Lord Jelly Roll

Legendary jazz pianist and composer Jelly Roll Morton died in Los Angeles on July 10, 1941. His musical innovations accelerated the development of jazz.

Ferdinand Joseph “Jelly Roll” Morton. Hand-colored photograph, Nesuhi Ertegun Collection. Imagination Gallery A. American Treasures of the Library of Congress. Music Division

Born Ferdinand Joseph La Menthe in New Orleans, Louisiana on October 20, 1890, Morton began playing piano as a child. At age twelve he worked nightspots in the city’s Storyville district. Between 1904 and 1917, Morton crisscrossed the nation playing minstrel and vaudeville shows. Billing himself as “Jelly Roll” Morton, by 1910 his style embraced a range of influences from ragtime and popular music to blues and spirituals.

French Market, New Orleans, La. c1906. Detroit Publishing Company. Prints & Photographs Division

After five successful years in Los Angeles, Morton moved to Chicago in 1923. Leading an ensemble called Red Hot Peppers, his recordings won national popularity. A master of composition, Morton disciplined jazz with careful rehearsal and arrangement while retaining opportunities for improvisation. The orchestral style he pioneered flourished, but by the 1930s, Morton’s sound seemed outdated and his popularity declined.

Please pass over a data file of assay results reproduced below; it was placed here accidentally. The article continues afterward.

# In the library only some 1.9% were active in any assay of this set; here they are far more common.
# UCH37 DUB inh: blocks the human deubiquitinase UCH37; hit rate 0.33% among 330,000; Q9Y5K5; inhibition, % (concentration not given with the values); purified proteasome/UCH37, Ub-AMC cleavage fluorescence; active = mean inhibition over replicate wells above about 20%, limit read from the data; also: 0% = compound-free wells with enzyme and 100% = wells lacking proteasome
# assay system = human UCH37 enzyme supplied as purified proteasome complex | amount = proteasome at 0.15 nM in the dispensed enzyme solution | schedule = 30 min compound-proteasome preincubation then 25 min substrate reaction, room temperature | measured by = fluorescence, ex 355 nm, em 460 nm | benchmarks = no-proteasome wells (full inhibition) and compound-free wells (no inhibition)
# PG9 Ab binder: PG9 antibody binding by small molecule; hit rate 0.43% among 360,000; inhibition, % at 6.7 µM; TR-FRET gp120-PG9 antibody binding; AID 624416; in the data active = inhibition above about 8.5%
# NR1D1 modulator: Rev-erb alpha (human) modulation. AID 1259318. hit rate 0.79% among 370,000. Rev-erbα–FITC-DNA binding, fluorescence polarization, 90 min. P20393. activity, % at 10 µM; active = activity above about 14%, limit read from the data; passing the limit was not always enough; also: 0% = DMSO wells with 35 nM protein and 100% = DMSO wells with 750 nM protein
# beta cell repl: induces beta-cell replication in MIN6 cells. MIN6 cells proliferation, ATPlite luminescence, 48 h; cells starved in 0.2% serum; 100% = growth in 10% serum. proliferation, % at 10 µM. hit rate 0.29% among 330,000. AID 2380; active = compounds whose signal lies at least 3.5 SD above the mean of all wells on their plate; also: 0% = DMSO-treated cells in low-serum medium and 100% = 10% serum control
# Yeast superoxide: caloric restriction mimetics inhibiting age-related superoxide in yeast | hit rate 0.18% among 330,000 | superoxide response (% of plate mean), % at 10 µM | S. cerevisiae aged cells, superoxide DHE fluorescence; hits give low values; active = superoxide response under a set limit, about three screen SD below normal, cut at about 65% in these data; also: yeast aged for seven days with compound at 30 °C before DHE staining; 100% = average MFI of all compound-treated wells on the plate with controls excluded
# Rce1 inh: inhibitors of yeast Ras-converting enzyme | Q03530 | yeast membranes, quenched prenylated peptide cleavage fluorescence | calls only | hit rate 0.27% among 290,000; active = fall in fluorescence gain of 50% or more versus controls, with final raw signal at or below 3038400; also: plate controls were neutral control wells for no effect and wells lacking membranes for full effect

Down on his luck, Jelly Roll Morton moved to Washington, D.C., where he managed a jazz club. There, Alan Lomax, assistant-in-charge of the Library of Congress Archive of American Folk Song (now the Archive of Folk Culture, American Folklife Center) encountered Morton and persuaded him to participate in a series of oral history interviews documenting the origins of jazz.

With Morton seated at the piano in the Library’s Coolidge Auditorium, Lomax recorded over eight hours of Morton’s music and reminiscences. Immediately recognized as an invaluable resource for musicologists, folklorists, and jazz lovers, the Library of Congress recordings revived Morton’s career. Unfortunately, poor health curtailed his comeback on the music scene.

Piano on platform in auditorium, New Iberia, Louisiana. Russell Lee, photographer, Nov. 1938. Farm Security Administration/Office of War Information Black and White Negatives. Prints & Photographs Division

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